Tag: Genetics + Genomics

Whitehead postdoctoral researchers Stuart Levine and Matthew Guenther

Cells take risks with their identities

July 12, 2007

Contrary to textbook models, many genes that should be “off” in embryonic stem cells and specialized adult cells remain primed to produce master regulatory proteins, leaving those cells vulnerable to identity changes.

MIT Professors Linda Griffith, Leona Samson, and Harvey Lodish in the lab with their advisee Joe Shuga

DNA-damage test could aid drug development

May 14, 2007

Researchers have developed a cell culture test for assessing a compound’s genetic toxicity that may prove dramatically cheaper than existing animal tests.

Schematic of identifying Foxp3 interacts with the genome

Cracking open the black box of autoimmune disease

January 21, 2007

Researchers have identified a key set of genes that lie at the core of autoimmune disease.

Andreas Hochwagen joins Whitehead Fellows program

May 15, 2006

He will study cell division, particularly meiosis.

Mapping the foundation of human development

April 20, 2006

Researchers have determined how a key developmental ingredient controls the genome.

Human Y chromosome stays intact while chimp Y loses genes

August 31, 2005

The human and the chimpanzee Y chromosomes went their separate ways approximately 6 million years ago. But ever since this evolutionary parting, these two chromosomes have experienced different fates, ne research indicates.

Study yields insights into pathogenic fungi—and beer

August 8, 2005

Chemotherapy or organ transplantation not only take a huge toll on patients, but they can compromise the immune system and leave patients vulnerable to infections from microbes such as pathogenic fungi—the fastest-growing cause of hospital-acquired infections.

Image: Microarry results

Array for the cell

May 25, 2005

Figuring what a gene does is hard work, but it’s vastly easier than it was a few years ago. Back then, you would laboriously isolate a single gene, tinker with it to get some inkling about its purpose, and then start speculating about how it might collaborate with other genes. Now, microarrays let researchers gather exponentially more data about gene expression.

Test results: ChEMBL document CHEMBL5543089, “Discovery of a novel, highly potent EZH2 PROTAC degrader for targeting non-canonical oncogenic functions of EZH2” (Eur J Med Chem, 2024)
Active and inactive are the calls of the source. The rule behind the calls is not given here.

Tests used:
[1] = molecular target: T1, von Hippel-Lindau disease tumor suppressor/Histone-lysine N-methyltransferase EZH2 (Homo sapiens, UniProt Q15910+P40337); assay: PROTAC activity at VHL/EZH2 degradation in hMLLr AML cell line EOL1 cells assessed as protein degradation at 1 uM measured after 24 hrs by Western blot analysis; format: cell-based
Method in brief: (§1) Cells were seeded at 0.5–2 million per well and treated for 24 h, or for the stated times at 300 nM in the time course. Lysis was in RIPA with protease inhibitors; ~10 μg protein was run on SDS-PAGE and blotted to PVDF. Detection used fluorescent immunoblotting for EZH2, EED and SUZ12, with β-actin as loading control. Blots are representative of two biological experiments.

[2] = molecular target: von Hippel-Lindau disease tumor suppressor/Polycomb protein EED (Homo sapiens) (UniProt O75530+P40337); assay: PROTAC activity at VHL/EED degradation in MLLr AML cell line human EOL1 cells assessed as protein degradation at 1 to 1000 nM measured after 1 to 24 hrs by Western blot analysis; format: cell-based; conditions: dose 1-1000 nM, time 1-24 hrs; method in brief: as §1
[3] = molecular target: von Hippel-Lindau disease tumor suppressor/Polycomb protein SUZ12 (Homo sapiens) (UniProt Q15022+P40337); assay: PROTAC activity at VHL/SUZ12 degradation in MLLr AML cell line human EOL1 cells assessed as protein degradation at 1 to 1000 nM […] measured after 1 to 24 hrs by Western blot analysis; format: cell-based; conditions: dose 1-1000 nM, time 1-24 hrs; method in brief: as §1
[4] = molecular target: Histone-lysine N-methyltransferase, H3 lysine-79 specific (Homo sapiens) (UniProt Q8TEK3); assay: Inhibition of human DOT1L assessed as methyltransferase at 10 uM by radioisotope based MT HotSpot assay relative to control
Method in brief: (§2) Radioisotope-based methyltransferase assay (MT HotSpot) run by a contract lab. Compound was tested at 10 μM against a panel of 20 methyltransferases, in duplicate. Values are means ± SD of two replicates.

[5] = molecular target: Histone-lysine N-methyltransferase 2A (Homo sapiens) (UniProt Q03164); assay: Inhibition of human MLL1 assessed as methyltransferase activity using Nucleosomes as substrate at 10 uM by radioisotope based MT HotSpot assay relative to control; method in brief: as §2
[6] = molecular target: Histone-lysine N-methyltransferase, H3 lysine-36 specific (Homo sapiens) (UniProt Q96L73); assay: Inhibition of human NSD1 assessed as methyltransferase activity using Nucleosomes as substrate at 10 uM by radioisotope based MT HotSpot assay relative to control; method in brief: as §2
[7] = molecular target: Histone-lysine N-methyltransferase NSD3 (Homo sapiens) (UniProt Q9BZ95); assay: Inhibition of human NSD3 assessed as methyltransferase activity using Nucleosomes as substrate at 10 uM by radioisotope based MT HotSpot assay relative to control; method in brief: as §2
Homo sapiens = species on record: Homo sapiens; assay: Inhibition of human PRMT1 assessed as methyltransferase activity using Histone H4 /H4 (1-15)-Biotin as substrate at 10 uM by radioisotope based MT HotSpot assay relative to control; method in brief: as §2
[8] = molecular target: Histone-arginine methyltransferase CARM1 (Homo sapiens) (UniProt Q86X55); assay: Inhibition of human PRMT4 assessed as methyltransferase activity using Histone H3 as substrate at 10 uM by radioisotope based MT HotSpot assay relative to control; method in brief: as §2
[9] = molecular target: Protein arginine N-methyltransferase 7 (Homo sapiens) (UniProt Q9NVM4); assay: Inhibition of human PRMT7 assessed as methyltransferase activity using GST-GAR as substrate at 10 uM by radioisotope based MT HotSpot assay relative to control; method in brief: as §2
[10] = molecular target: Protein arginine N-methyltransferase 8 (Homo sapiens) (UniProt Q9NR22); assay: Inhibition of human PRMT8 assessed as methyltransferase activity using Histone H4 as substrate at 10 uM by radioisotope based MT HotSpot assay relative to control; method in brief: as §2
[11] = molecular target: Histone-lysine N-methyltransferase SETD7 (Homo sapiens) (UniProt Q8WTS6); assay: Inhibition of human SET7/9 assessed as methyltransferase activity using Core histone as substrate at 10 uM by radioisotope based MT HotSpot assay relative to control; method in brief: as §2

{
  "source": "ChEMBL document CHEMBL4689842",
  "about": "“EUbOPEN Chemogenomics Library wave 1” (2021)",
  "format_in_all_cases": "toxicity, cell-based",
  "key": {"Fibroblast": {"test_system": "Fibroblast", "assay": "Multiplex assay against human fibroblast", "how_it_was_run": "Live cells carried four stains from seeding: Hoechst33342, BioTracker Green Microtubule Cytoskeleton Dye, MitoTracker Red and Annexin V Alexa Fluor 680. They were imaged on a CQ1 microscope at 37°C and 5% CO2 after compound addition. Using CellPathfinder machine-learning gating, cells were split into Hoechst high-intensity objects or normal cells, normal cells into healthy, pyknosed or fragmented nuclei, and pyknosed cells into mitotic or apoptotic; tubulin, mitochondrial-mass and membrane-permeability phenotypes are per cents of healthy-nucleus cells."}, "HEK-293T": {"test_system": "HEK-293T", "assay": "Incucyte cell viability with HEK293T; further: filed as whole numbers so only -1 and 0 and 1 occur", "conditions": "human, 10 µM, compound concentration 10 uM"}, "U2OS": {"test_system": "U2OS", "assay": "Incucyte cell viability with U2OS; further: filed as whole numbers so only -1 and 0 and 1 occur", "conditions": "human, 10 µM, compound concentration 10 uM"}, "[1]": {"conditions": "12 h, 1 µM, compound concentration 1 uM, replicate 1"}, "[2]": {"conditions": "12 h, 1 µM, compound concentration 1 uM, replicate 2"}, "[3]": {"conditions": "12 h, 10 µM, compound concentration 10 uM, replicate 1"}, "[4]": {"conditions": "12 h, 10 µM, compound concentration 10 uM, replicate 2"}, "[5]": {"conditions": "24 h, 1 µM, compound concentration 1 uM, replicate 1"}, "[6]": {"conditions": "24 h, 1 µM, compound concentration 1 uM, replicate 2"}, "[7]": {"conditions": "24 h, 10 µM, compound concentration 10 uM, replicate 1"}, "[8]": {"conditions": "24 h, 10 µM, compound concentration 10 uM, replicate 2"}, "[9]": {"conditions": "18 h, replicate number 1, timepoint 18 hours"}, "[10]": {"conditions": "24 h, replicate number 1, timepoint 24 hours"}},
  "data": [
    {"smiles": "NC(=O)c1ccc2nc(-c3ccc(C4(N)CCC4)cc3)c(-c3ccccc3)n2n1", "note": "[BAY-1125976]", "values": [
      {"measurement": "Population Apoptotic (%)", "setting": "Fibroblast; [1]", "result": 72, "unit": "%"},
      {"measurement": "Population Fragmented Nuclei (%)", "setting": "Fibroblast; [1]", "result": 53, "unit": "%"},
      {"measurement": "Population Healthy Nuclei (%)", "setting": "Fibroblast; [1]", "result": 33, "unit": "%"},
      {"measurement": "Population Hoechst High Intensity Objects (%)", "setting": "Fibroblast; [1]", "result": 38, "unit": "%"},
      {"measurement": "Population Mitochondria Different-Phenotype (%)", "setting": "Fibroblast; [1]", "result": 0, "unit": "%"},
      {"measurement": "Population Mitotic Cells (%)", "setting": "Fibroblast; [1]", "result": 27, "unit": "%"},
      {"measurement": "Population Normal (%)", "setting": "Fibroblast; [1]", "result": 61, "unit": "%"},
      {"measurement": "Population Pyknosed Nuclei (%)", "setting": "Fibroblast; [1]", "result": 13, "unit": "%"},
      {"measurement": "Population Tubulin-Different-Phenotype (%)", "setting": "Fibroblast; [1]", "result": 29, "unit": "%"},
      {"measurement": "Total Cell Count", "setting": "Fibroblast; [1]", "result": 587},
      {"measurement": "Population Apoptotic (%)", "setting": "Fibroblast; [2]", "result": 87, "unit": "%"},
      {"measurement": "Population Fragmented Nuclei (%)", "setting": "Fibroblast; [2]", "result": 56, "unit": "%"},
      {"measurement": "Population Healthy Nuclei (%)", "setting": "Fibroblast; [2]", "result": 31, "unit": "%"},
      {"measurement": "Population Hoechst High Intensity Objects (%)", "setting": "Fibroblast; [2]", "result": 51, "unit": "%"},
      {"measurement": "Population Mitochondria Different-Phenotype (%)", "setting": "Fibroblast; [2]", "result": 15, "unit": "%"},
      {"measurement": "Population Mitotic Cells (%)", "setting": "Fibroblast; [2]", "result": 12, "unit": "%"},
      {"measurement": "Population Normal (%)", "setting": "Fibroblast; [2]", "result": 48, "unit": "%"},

Image: Artwork of monkey and rat surrounded by base pairs

The genome club

January 12, 2005

A growing list of mammals is joining humans, mice, and chimpanzees in the exclusive club of those whose whole genome has been sequenced—giving complete and matching sets of each animal's DNA, and offering researchers the opportunity to rebuild biology and medicine from the ground up.

Image: Haplotype map of a portion of chromosome 5

Of peas and patterns

January 5, 2005

In the 19th century, mathematical formulas didn’t figure much into biology. But when Austrian monk Gregor Mendel crossed and counted his round and wrinkled peas, he found something unexpected: a pattern.

Battle over biodefense

December 1, 2004

As the U.S. pumps billions into research on everything from anthrax and plague to military biohazard suits, what's the effect on our science—and our security?

Role models

October 6, 2004

When genes work, they stick around. And so do many of the biological processes they create. As Whitehead Member Hazel Sive put it, kicking off Whitehead Symposium XXII—Disease, Development and Darwin—the process of evolution “conserves circuitry.”

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